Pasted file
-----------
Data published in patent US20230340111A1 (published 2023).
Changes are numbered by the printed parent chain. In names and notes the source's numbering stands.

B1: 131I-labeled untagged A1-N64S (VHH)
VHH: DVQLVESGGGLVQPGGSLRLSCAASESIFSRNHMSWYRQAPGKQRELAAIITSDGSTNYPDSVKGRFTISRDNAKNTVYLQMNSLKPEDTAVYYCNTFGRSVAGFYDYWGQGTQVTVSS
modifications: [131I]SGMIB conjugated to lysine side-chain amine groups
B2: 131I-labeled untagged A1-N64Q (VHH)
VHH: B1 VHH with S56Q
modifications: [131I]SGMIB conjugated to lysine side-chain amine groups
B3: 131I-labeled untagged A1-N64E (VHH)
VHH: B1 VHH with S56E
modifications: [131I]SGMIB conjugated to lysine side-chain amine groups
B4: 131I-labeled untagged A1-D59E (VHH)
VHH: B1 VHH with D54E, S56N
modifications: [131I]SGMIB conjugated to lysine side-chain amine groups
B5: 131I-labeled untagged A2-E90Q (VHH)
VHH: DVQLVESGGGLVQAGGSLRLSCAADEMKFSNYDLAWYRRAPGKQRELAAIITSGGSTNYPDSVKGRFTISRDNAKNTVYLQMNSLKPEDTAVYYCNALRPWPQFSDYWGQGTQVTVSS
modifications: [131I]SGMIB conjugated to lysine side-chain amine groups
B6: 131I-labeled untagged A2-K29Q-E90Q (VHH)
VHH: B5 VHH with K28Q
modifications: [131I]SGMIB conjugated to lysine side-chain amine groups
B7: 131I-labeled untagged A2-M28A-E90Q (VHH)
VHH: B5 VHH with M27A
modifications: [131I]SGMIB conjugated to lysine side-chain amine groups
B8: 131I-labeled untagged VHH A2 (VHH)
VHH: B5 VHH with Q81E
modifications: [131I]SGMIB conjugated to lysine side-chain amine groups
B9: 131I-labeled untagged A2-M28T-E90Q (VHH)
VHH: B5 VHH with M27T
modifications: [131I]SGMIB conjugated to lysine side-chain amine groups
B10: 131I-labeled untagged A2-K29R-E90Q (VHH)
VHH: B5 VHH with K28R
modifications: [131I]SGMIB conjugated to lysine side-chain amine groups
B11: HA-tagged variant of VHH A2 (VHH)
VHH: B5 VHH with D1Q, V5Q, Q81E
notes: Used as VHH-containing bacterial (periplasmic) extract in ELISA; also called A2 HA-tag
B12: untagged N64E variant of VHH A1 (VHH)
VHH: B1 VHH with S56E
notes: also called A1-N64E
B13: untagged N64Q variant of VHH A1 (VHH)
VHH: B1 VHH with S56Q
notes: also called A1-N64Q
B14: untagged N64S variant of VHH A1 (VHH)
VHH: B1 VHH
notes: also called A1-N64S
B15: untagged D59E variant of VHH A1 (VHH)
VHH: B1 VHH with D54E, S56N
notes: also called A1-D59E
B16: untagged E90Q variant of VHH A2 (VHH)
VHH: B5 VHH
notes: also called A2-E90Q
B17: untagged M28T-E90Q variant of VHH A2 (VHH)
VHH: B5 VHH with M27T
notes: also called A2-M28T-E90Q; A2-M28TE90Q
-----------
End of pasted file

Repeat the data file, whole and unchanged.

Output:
Data published in patent US20230340111A1 (published 2023).
Changes are numbered by the printed parent chain. In names and notes the source's numbering stands.

B1: 131I-labeled untagged A1-N64S (VHH)
VHH: DVQLVESGGGLVQPGGSLRLSCAASESIFSRNHMSWYRQAPGKQRELAAIITSDGSTNYPDSVKGRFTISRDNAKNTVYLQMNSLKPEDTAVYYCNTFGRSVAGFYDYWGQGTQVTVSS
modifications: [131I]SGMIB conjugated to lysine side-chain amine groups
B2: 131I-labeled untagged A1-N64Q (VHH)
VHH: B1 VHH with S56Q
modifications: [131I]SGMIB conjugated to lysine side-chain amine groups
B3: 131I-labeled untagged A1-N64E (VHH)
VHH: B1 VHH with S56E
modifications: [131I]SGMIB conjugated to lysine side-chain amine groups
B4: 131I-labeled untagged A1-D59E (VHH)
VHH: B1 VHH with D54E, S56N
modifications: [131I]SGMIB conjugated to lysine side-chain amine groups
B5: 131I-labeled untagged A2-E90Q (VHH)
VHH: DVQLVESGGGLVQAGGSLRLSCAADEMKFSNYDLAWYRRAPGKQRELAAIITSGGSTNYPDSVKGRFTISRDNAKNTVYLQMNSLKPEDTAVYYCNALRPWPQFSDYWGQGTQVTVSS
modifications: [131I]SGMIB conjugated to lysine side-chain amine groups
B6: 131I-labeled untagged A2-K29Q-E90Q (VHH)
VHH: B5 VHH with K28Q
modifications: [131I]SGMIB conjugated to lysine side-chain amine groups
B7: 131I-labeled untagged A2-M28A-E90Q (VHH)
VHH: B5 VHH with M27A
modifications: [131I]SGMIB conjugated to lysine side-chain amine groups
B8: 131I-labeled untagged VHH A2 (VHH)
VHH: B5 VHH with Q81E
modifications: [131I]SGMIB conjugated to lysine side-chain amine groups
B9: 131I-labeled untagged A2-M28T-E90Q (VHH)
VHH: B5 VHH with M27T
modifications: [131I]SGMIB conjugated to lysine side-chain amine groups
B10: 131I-labeled untagged A2-K29R-E90Q (VHH)
VHH: B5 VHH with K28R
modifications: [131I]SGMIB conjugated to lysine side-chain amine groups
B11: HA-tagged variant of VHH A2 (VHH)
VHH: B5 VHH with D1Q, V5Q, Q81E
notes: Used as VHH-containing bacterial (periplasmic) extract in ELISA; also called A2 HA-tag
B12: untagged N64E variant of VHH A1 (VHH)
VHH: B1 VHH with S56E
notes: also called A1-N64E
B13: untagged N64Q variant of VHH A1 (VHH)
VHH: B1 VHH with S56Q
notes: also called A1-N64Q
B14: untagged N64S variant of VHH A1 (VHH)
VHH: B1 VHH
notes: also called A1-N64S
B15: untagged D59E variant of VHH A1 (VHH)
VHH: B1 VHH with D54E, S56N
notes: also called A1-D59E
B16: untagged E90Q variant of VHH A2 (VHH)
VHH: B5 VHH
notes: also called A2-E90Q
B17: untagged M28T-E90Q variant of VHH A2 (VHH)
VHH: B5 VHH with M27T
notes: also called A2-M28T-E90Q; A2-M28TE90Q